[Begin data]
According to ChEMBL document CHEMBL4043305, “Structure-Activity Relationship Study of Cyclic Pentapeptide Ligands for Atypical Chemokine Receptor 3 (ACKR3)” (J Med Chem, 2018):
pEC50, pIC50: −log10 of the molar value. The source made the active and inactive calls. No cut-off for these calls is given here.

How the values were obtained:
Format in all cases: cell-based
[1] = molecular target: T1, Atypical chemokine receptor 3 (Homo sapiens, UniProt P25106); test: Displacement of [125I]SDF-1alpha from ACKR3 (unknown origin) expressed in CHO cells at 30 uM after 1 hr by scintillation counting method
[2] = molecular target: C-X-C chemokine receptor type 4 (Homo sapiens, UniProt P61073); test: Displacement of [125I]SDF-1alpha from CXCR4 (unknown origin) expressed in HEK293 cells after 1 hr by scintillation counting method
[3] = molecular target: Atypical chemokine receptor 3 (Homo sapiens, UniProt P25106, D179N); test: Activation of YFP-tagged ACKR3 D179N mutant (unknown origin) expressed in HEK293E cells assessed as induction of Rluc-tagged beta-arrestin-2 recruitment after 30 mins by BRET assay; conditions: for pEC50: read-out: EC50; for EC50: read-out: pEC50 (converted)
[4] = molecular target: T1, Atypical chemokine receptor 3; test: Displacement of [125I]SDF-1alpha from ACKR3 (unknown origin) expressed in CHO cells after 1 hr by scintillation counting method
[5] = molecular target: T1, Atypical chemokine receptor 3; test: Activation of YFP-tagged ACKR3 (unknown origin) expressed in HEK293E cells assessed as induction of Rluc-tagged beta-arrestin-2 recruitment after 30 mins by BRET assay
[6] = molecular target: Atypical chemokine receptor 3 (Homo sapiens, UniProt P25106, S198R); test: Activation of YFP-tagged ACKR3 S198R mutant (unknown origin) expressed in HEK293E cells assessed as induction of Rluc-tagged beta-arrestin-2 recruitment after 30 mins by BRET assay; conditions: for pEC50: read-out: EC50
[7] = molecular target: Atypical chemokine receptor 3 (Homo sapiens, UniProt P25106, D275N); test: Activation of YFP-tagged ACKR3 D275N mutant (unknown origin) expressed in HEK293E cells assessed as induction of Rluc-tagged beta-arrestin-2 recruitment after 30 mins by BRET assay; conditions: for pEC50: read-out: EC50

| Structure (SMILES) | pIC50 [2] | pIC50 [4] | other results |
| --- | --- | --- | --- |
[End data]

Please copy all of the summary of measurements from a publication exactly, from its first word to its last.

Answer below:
According to ChEMBL document CHEMBL4043305, “Structure-Activity Relationship Study of Cyclic Pentapeptide Ligands for Atypical Chemokine Receptor 3 (ACKR3)” (J Med Chem, 2018):
pEC50, pIC50: −log10 of the molar value. The source made the active and inactive calls. No cut-off for these calls is given here.

How the values were obtained:
Format in all cases: cell-based
[1] = molecular target: T1, Atypical chemokine receptor 3 (Homo sapiens, UniProt P25106); test: Displacement of [125I]SDF-1alpha from ACKR3 (unknown origin) expressed in CHO cells at 30 uM after 1 hr by scintillation counting method
[2] = molecular target: C-X-C chemokine receptor type 4 (Homo sapiens, UniProt P61073); test: Displacement of [125I]SDF-1alpha from CXCR4 (unknown origin) expressed in HEK293 cells after 1 hr by scintillation counting method
[3] = molecular target: Atypical chemokine receptor 3 (Homo sapiens, UniProt P25106, D179N); test: Activation of YFP-tagged ACKR3 D179N mutant (unknown origin) expressed in HEK293E cells assessed as induction of Rluc-tagged beta-arrestin-2 recruitment after 30 mins by BRET assay; conditions: for pEC50: read-out: EC50; for EC50: read-out: pEC50 (converted)
[4] = molecular target: T1, Atypical chemokine receptor 3; test: Displacement of [125I]SDF-1alpha from ACKR3 (unknown origin) expressed in CHO cells after 1 hr by scintillation counting method
[5] = molecular target: T1, Atypical chemokine receptor 3; test: Activation of YFP-tagged ACKR3 (unknown origin) expressed in HEK293E cells assessed as induction of Rluc-tagged beta-arrestin-2 recruitment after 30 mins by BRET assay
[6] = molecular target: Atypical chemokine receptor 3 (Homo sapiens, UniProt P25106, S198R); test: Activation of YFP-tagged ACKR3 S198R mutant (unknown origin) expressed in HEK293E cells assessed as induction of Rluc-tagged beta-arrestin-2 recruitment after 30 mins by BRET assay; conditions: for pEC50: read-out: EC50
[7] = molecular target: Atypical chemokine receptor 3 (Homo sapiens, UniProt P25106, D275N); test: Activation of YFP-tagged ACKR3 D275N mutant (unknown origin) expressed in HEK293E cells assessed as induction of Rluc-tagged beta-arrestin-2 recruitment after 30 mins by BRET assay; conditions: for pEC50: read-out: EC50

| Structure (SMILES) | pIC50 [2] | pIC50 [4] | other results |
| --- | --- | --- | --- |